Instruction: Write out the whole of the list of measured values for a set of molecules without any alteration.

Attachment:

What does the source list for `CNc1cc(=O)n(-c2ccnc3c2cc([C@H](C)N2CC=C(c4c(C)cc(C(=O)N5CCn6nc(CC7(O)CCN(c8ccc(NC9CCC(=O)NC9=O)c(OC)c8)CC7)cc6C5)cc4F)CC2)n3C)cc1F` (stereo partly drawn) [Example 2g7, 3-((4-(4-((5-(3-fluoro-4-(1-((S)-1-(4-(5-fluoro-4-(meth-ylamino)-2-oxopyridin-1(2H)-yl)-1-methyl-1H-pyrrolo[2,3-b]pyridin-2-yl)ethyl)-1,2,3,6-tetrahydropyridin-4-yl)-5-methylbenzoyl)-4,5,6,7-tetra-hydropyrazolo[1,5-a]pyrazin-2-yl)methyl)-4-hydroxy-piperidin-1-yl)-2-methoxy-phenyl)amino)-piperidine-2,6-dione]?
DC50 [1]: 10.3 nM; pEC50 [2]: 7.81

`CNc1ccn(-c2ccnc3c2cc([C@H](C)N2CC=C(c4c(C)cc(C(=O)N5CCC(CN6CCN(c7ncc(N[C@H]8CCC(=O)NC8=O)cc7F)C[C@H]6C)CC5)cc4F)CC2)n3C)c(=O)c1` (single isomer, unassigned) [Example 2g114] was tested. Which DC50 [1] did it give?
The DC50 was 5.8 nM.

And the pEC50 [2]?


What does the source list for `CNc1cc(=O)n(-c2ccnc3c2cc([C@H](C)N2CC=C(c4c(C)cc(C(=O)N5CCn6nc(CC7(O)CCN(c8ccc(NC9CCC(=O)NC9=O)c(OC)c8)CC7)cc6C5)cc4F)CC2)n3C)cc1F` (stereo partly drawn) [Example 2g7, 3-((4-(4-((5-(3-fluoro-4-(1-((S)-1-(4-(5-fluoro-4-(meth-ylamino)-2-oxopyridin-1(2H)-yl)-1-methyl-1H-pyrrolo[2,3-b]pyridin-2-yl)ethyl)-1,2,3,6-tetrahydropyridin-4-yl)-5-methylbenzoyl)-4,5,6,7-tetra-hydropyrazolo[1,5-a]pyrazin-2-yl)methyl)-4-hydroxy-piperidin-1-yl)-2-methoxy-phenyl)amino)-piperidine-2,6-dione]?
DC50 [1]: 10.3 nM; pEC50 [2]: 7.81

`CNc1ccn(-c2ccnc3c2cc([C@H](C)N2CC=C(c4c(C)cc(C(=O)N5CCC(CN6CCN(c7ncc(N[C@H]8CCC(=O)NC8=O)cc7F)C[C@H]6C)CC5)cc4F)CC2)n3C)c(=O)c1` (single isomer, unassigned) [Example 2g114] was tested. Which DC50 [1] did it give?
The DC50 was 5.8 nM.

And the pEC50 [2]?